Protecting Your Child From Measles

Dr. Lee Atkinson-McEvoy answered questions about how to protect children during the current measles outbreak in a live chat on our Facebook page. Read the transcript here.

A recent measles outbreak in the United States has alarmed many parents of young children, particularly those with infants too young to receive the measles, mumps and rubella, or MMR, vaccine. The outbreak started at Disneyland in December 2014 and by early February had spread to at least 17 states, sickening more than 120 people, according to the Centers for Disease Control and Prevention.

Dr. Lee Atkinson-McEvoy, a pediatrician at UCSF Benioff Children's Hospital San Francisco, answered some common questions about the disease and the current outbreak.

About Measles

Measles is a highly contagious respiratory disease that spreads through the air when infected people cough or sneeze. It starts with symptoms such as fever, cough, red eyes and runny nose. Later, a telltale rash forms on the sick person's head and body. Complications are more common in children younger than 5, and a very small percentage of cases result in death.

Infected people can spread the virus as soon as four days before the rash develops. The CDC recommends that children receive their first measles vaccination at 12 to 15 months of age and a second dose between 4 and 6 years old.

1. How worried should I be about the current measles outbreak?

While the U.S. declared measles eliminated in 2000, a growing number of families have declined to vaccinate their children. That is one of the important reasons we are seeing increasing outbreaks, with this latest outbreak being very concerning. However, we are not yet at the levels of infection you see in developing nations or in some areas of Europe. Because measles is very contagious, providers and the general public are concerned about protecting everyone, particularly those most vulnerable to infection.

Measles is very contagious, so I understand why people are really concerned.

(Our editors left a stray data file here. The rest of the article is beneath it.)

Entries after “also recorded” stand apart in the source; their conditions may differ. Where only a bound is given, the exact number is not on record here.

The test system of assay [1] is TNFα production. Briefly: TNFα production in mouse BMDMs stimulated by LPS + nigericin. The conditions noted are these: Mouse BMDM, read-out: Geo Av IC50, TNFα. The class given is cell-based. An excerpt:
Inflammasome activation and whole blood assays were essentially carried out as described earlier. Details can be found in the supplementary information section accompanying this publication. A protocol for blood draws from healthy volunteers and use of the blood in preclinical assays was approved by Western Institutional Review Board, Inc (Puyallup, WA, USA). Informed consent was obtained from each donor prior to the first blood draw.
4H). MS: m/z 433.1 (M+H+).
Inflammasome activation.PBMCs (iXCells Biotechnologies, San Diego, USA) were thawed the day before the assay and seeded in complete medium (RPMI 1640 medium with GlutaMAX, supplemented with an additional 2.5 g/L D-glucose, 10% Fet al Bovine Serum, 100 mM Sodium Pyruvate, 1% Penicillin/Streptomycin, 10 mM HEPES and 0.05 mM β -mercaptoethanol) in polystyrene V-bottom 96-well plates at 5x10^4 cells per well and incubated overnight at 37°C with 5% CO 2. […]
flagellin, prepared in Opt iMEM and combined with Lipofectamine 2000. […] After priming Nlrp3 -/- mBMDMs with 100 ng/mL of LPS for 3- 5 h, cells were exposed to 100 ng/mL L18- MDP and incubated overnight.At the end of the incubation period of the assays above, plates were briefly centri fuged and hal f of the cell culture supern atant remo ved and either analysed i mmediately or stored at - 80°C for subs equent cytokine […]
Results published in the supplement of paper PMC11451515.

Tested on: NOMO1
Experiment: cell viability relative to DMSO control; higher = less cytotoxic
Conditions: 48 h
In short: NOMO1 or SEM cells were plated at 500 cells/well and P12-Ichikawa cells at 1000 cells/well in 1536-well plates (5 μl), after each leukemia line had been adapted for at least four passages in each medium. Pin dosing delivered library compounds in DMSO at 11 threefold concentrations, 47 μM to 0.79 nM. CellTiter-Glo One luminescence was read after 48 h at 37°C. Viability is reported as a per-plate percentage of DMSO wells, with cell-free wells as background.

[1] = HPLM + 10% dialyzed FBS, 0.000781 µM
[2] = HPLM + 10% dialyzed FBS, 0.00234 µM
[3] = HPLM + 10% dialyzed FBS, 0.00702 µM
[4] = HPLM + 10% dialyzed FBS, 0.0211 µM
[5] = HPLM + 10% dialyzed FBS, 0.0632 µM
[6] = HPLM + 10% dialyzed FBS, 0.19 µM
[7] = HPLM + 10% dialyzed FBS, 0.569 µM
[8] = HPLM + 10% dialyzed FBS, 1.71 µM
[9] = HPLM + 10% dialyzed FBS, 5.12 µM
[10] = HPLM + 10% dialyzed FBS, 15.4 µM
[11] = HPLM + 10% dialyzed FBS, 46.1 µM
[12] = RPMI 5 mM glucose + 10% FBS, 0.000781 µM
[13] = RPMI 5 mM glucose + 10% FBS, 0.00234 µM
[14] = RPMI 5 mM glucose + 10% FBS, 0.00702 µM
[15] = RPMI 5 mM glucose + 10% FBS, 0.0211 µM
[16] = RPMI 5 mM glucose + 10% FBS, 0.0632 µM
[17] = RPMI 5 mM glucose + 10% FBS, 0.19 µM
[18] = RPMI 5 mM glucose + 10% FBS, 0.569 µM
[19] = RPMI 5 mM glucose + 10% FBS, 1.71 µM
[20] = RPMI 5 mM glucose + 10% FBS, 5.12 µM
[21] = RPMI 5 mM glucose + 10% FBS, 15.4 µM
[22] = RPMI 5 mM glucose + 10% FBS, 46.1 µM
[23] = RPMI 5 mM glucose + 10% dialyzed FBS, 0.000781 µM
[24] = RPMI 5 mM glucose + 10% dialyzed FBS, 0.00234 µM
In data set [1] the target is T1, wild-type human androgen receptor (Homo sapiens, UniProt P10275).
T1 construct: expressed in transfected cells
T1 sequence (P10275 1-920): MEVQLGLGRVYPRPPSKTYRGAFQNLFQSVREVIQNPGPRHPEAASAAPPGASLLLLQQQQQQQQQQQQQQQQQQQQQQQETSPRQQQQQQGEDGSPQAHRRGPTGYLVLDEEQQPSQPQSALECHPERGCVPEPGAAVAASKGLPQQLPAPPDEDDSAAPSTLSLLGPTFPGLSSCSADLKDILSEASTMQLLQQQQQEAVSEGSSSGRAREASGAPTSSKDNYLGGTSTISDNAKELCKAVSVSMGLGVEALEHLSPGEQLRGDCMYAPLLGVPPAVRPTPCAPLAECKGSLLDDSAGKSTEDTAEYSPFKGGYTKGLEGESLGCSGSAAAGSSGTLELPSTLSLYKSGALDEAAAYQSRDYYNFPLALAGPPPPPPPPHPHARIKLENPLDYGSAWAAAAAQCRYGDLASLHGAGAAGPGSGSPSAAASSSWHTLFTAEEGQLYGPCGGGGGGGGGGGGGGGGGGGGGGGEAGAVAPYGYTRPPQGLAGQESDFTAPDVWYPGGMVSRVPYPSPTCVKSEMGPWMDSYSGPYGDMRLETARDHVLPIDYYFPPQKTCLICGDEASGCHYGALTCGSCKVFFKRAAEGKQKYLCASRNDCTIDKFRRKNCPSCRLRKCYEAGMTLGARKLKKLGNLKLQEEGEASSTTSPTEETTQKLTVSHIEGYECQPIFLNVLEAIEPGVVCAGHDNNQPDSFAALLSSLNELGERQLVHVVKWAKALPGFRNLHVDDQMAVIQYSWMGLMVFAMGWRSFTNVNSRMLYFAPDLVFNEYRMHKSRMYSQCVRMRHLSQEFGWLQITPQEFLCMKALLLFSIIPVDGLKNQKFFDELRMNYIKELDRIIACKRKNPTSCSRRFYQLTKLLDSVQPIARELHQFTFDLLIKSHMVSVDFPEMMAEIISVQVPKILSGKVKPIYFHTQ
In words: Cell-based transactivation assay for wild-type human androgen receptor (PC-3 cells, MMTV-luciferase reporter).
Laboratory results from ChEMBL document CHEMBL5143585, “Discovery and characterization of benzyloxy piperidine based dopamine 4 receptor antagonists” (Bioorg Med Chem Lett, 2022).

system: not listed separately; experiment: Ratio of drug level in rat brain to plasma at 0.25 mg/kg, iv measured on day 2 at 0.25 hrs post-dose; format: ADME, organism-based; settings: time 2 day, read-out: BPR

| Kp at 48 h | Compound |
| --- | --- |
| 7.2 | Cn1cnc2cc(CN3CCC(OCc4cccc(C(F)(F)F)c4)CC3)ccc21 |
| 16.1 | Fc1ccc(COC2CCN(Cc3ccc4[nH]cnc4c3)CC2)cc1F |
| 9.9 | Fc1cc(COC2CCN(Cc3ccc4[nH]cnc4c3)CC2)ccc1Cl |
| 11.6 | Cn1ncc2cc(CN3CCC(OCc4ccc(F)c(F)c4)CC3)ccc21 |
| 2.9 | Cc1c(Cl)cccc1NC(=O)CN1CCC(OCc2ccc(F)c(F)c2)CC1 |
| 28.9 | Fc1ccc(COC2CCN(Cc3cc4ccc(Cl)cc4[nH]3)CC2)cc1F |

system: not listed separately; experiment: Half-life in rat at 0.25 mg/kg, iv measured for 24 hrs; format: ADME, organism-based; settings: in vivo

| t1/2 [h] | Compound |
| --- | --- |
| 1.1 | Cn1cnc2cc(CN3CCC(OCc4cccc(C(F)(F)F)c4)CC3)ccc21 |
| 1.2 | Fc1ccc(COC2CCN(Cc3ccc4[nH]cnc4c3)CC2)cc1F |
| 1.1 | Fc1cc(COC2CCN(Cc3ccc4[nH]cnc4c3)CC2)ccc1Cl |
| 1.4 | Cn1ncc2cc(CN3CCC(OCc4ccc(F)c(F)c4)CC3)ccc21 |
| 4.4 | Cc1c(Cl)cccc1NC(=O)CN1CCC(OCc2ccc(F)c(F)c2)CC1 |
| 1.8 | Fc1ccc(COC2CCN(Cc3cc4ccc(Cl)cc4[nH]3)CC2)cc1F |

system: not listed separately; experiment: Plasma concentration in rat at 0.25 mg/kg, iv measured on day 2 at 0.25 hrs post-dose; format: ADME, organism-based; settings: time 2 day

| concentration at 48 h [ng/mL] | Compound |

2. Can my baby get vaccinated before age 1?

Young babies haven't yet developed the immune system response to ensure they'll make the proper antibodies after receiving this type of live-virus vaccine. From studies, we know that children who get the vaccine at the recommended age of 12 months respond well and have good protection. Infants 6 months and older who will be traveling to parts of the world with many measles cases can receive the vaccine early, but it will provide a lower level of protection before age 1.

When children receive the MMR vaccine on schedule, about 93 to 95 percent become immune to the virus after the first dose. The second dose can take you up to 97 or 98 percent immunity. The purpose of the two doses is to get to the point where most people have antibodies to measles and those antibodies are robust enough to keep them immune for the rest of their lives.

3. My baby is too young to get the MMR vaccine. Is there anything I can do to protect her?

Rather than living in a state of fear and staying away from public places, make sure the people who care for or socialize with your child are protected against measles. If your child goes to the playground with other children, find out the vaccine status of those families.

A patient's mother emailed me about an upcoming domestic trip with her baby and asked if she should cancel it because of the measles outbreak. I told her she should take the trip, but we discussed ways to minimize exposure in public.

4. Given the outbreak, should my child get a second MMR vaccine before age 4?

Not at this time, unless the child is almost 4 or will be traveling to a part of the world with a large number of measles cases. The current U.S. measles outbreak hasn't reached a level where the public health recommendations have changed, but we continue to monitor them and rely on the CDC and California Department of Public Health for updates.

If you're trying to boost someone's antibody levels to measles, it's good to wait the recommended interval, assuming there are no additional health concerns.

5. Do you expect measles outbreaks in the U.S. to worsen?

If people continue to refuse vaccines, we're going to continue to see years like this. On a positive note, I know colleagues with patients who previously refused vaccines or wanted to be on a modified schedule but have now come in for their MMR vaccine. This outbreak is driving home the point that measles is not an antiquated illness that no longer exists.

Even if you don't have the worst-case scenario, it can make your child quite ill and unhappy and the necessary quarantine can affect families negatively. It is just not worth it when there is a safe way to prevent this illness.


Reviewed by health care specialists at UCSF Benioff Children's Hospital.

This information is for educational purposes only and is not intended to replace the advice of your doctor or health care provider. We encourage you to discuss with your doctor any questions or concerns you may have.

Related Information

UCSF Clinics & Centers

Pediatrics at Mount Zion
2330 Post St., Suite 320
(Suite 260 for Acute Care)
San Francisco, CA 94143-1660
Phone: (415) 885-7478
Fax: (415) 885-3790

Family Medicine at Lakeshore
1569 Sloat Blvd., Suite 333
San Francisco, CA 94132
Phone: (415) 353-9339
Fax: (415) 353-3450

Primary Care at Laurel Village
3490 California St., Suite 200
San Francisco, CA 94118
Phone: (415) 514-6200
Fax: (415) 514-6410